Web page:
We don’t expect to see a flurry of U.S. crude shipments overseas following the expected lifting of the decades old U.S. ban on exports by Congress this week. That’s because the price spread between U.S. crude benchmark West Texas Intermediate (WTI) and international equivalent Brent is currently trading at less than $2/Bbl – providing no economic incentive to cover the freight cost of shipping U.S. crude abroad. However, longer term the end of the export ban expands the market options for U.S. crude producers. In that context, well-developed pipeline connections between South Texas Eagle Ford oil and condensate production and the Port of Corpus Christi bode well for future export opportunities.
Since the start of 2013 Corpus Christi marine terminal facilities have increased crude and condensate storage by 10 MMBbl and throughput capacity from 225 Mb/d to nearly 1 MMb/d. Upwards of 700 Mb/d is leaving the Port of Corpus Christi by barge and tanker – most of it headed along the Gulf Coast to Houston or Louisiana. Waterborne traffic congestion in Corpus is already limiting terminal throughput but the potential for increased exports of condensate and refined products from planned condensate splitters suggest the traffic will get worse soon. Today we survey current Corpus terminal facilities.
In the latter half of 2013 two very similar pipeline projects dueled it out with shippers in North Dakota to secure commitments to move crude out of the Bakken into the Midwest and points south. After addressing some concerns raised by federal regulators about tariff structure, the Enbridge and Marathon Petroleum Company Sandpiper proposal appears to be on track for approval. The rival Koch Dakota Express project was abruptly cancelled in January of this year. In pure capacity terms both these pipelines were “nice to have” not “need to have”. Today we complete our analysis of the fate of these competing projects.
Since the start of 2014 two competing pipeline projects designed to provide crude producers in North Dakota with additional takeaway capacity have met with very different fates. The first proposal – the Sandpiper project launched by Enbridge in late 2012 has completed a successful Open Season and petitioned federal regulators for approval of its tariff structure. Sponsor Koch Industries quietly canceled the second competing proposal – the Dakota Express pipeline first proposed in July 2013. Looking at rail and pipeline takeaway capacity versus crude production in North Dakota, both these pipelines are “nice to have” not “need to have”. Today we begin a two part analysis of these competing projects.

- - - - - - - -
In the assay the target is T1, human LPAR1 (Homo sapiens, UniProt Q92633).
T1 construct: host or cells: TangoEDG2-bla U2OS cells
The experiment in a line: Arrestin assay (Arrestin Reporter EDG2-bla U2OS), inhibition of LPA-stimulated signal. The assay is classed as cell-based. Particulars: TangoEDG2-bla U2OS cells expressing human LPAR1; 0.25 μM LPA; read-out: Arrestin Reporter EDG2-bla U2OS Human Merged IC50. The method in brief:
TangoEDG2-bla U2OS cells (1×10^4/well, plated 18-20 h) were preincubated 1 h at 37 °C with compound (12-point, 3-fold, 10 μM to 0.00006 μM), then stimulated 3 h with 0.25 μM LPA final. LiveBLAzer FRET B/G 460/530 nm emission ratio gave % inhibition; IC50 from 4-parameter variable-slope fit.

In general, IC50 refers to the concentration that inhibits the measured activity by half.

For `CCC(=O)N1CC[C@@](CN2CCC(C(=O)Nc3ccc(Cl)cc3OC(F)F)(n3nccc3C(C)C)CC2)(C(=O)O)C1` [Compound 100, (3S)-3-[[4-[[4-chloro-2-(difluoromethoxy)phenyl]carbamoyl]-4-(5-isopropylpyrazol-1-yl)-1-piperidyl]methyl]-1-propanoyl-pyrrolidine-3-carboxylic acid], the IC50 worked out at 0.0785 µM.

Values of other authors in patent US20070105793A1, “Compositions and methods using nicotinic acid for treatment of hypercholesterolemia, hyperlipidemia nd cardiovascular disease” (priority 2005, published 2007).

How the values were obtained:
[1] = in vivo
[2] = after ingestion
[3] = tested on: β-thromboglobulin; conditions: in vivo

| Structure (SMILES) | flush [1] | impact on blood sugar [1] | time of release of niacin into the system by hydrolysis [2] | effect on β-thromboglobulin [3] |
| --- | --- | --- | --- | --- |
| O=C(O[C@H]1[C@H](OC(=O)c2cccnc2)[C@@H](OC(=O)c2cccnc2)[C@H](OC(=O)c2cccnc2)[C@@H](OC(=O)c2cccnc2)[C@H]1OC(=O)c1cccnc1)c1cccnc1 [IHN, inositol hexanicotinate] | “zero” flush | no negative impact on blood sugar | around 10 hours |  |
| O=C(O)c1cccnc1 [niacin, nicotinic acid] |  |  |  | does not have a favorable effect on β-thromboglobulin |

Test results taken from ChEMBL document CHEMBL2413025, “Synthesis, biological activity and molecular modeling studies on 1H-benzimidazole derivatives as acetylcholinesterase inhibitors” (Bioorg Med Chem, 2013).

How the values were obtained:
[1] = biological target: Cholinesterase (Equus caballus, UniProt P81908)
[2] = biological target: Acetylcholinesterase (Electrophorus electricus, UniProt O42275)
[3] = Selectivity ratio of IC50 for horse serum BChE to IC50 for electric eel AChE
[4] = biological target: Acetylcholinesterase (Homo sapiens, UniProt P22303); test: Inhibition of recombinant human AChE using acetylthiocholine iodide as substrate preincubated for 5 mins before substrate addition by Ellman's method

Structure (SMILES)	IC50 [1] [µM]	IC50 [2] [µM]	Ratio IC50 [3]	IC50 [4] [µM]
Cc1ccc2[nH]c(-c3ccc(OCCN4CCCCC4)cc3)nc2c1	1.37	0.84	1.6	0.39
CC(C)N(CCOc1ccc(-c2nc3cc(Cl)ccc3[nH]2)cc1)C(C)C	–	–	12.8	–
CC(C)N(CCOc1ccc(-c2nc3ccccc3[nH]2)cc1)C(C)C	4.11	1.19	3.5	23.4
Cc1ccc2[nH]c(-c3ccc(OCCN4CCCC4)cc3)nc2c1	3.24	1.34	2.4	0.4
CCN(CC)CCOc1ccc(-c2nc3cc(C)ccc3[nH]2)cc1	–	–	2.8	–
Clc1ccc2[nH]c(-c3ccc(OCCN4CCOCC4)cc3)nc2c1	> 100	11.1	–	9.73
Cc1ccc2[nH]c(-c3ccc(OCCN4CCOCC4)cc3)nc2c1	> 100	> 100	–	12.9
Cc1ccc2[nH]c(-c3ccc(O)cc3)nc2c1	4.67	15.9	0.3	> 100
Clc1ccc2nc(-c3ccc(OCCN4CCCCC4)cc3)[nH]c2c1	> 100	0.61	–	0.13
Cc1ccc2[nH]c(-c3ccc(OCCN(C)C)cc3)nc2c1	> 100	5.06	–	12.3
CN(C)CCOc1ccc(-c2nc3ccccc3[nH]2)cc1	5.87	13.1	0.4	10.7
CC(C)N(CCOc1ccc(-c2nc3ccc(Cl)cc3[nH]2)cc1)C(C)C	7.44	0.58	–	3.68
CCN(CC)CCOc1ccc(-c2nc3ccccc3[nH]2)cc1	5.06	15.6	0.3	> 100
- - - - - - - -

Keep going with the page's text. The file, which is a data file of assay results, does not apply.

At the end of June Koch announced plans for an open season that started July 1, 2013 to solicit interest in a pipeline project to deliver 250 Mb/d of crude from the Bakken to Hartford and Patoka, IL. Koch’s plans suggest the new pipe could connect to St James, LA on the Gulf Coast via the proposed Energy Transfer/Enbridge Energy joint venture Gulf Coast Crude Access pipeline. If the pipeline proceeds, it would come into service in 2016. Earlier Bakken pipeline projects have failed because of flexible rail options. But rail rates from the Bakken to the coasts are currently underwater due to narrowing crude spreads. Today we review the project’s prospects.
Total crude oil shipped out from the South Texas Port of Corpus Christi increased 19 fold between November 2011 and November 2012 from 2.1 MMBbl to 36 MMBbl. All of that crude is coming from the Eagle Ford shale oil basin 70 miles north of Corpus in the form of light crude or condensate via pipeline. Six marine terminals have been built or expanded at Corpus but can they handle the traffic jam? Today we review how the Port is coping.
Eagle Ford crude production is close to 600 Mb/d as of July 2012. Most forecasts show that number increasing to about 1,200 Mb/d over the next five years. Takeaway projects being developed today to go online by 2013 have capacity for 1,650 Mb/d. The midstream companies building these projects are either wildly optimistic or they know something about Eagle Ford production that we don’t. Today we look at plans for condensate takeaway from the Eagle Ford.